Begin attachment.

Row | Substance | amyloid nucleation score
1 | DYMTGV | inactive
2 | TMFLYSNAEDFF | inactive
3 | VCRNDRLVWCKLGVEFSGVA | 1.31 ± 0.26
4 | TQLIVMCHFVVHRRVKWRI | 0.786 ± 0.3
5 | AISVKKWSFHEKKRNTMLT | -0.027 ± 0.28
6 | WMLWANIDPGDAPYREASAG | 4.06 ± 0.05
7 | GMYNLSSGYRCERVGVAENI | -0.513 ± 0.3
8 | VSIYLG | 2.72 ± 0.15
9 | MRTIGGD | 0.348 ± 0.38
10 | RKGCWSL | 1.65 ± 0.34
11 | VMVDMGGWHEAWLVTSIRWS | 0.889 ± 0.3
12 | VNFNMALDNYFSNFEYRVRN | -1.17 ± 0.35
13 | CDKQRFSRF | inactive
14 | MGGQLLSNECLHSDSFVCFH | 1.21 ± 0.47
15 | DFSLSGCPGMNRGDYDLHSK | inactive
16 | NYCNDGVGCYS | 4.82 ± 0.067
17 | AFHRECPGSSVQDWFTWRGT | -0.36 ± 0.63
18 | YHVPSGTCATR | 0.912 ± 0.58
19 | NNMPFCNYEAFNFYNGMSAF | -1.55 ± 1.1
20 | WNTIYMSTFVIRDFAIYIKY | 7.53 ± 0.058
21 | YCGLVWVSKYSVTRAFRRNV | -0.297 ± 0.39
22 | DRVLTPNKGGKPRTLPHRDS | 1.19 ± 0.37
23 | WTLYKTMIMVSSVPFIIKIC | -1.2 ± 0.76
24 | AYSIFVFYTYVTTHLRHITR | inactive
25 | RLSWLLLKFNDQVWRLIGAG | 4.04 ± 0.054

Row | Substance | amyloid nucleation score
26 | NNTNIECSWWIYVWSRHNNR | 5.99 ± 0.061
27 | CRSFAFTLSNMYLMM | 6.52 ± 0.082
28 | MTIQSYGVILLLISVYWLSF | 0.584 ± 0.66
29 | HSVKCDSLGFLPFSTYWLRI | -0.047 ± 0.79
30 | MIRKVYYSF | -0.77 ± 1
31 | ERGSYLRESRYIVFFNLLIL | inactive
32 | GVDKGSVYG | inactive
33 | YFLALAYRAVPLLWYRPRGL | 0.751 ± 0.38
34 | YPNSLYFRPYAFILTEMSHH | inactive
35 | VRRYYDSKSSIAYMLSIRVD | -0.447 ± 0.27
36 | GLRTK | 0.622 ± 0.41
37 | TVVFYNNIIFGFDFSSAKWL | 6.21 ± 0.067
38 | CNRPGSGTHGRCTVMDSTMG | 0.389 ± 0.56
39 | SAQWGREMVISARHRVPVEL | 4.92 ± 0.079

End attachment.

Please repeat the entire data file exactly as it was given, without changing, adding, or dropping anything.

Row | Substance | amyloid nucleation score
1 | DYMTGV | inactive
2 | TMFLYSNAEDFF | inactive
3 | VCRNDRLVWCKLGVEFSGVA | 1.31 ± 0.26
4 | TQLIVMCHFVVHRRVKWRI | 0.786 ± 0.3
5 | AISVKKWSFHEKKRNTMLT | -0.027 ± 0.28
6 | WMLWANIDPGDAPYREASAG | 4.06 ± 0.05
7 | GMYNLSSGYRCERVGVAENI | -0.513 ± 0.3
8 | VSIYLG | 2.72 ± 0.15
9 | MRTIGGD | 0.348 ± 0.38
10 | RKGCWSL | 1.65 ± 0.34
11 | VMVDMGGWHEAWLVTSIRWS | 0.889 ± 0.3
12 | VNFNMALDNYFSNFEYRVRN | -1.17 ± 0.35
13 | CDKQRFSRF | inactive
14 | MGGQLLSNECLHSDSFVCFH | 1.21 ± 0.47
15 | DFSLSGCPGMNRGDYDLHSK | inactive
16 | NYCNDGVGCYS | 4.82 ± 0.067
17 | AFHRECPGSSVQDWFTWRGT | -0.36 ± 0.63
18 | YHVPSGTCATR | 0.912 ± 0.58
19 | NNMPFCNYEAFNFYNGMSAF | -1.55 ± 1.1
20 | WNTIYMSTFVIRDFAIYIKY | 7.53 ± 0.058
21 | YCGLVWVSKYSVTRAFRRNV | -0.297 ± 0.39
22 | DRVLTPNKGGKPRTLPHRDS | 1.19 ± 0.37
23 | WTLYKTMIMVSSVPFIIKIC | -1.2 ± 0.76
24 | AYSIFVFYTYVTTHLRHITR | inactive
25 | RLSWLLLKFNDQVWRLIGAG | 4.04 ± 0.054

Row | Substance | amyloid nucleation score
26 | NNTNIECSWWIYVWSRHNNR | 5.99 ± 0.061
27 | CRSFAFTLSNMYLMM | 6.52 ± 0.082
28 | MTIQSYGVILLLISVYWLSF | 0.584 ± 0.66
29 | HSVKCDSLGFLPFSTYWLRI | -0.047 ± 0.79
30 | MIRKVYYSF | -0.77 ± 1
31 | ERGSYLRESRYIVFFNLLIL | inactive
32 | GVDKGSVYG | inactive
33 | YFLALAYRAVPLLWYRPRGL | 0.751 ± 0.38
34 | YPNSLYFRPYAFILTEMSHH | inactive
35 | VRRYYDSKSSIAYMLSIRVD | -0.447 ± 0.27
36 | GLRTK | 0.622 ± 0.41
37 | TVVFYNNIIFGFDFSSAKWL | 6.21 ± 0.067
38 | CNRPGSGTHGRCTVMDSTMG | 0.389 ± 0.56
39 | SAQWGREMVISARHRVPVEL | 4.92 ± 0.079